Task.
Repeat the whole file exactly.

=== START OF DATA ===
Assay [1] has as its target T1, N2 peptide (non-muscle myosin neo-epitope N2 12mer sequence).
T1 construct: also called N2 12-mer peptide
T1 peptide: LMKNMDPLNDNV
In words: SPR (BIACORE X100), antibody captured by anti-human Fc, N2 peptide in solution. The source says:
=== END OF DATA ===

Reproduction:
Assay [1] has as its target T1, N2 peptide (non-muscle myosin neo-epitope N2 12mer sequence).
T1 construct: also called N2 12-mer peptide
T1 peptide: LMKNMDPLNDNV
In words: SPR (BIACORE X100), antibody captured by anti-human Fc, N2 peptide in solution. The source says: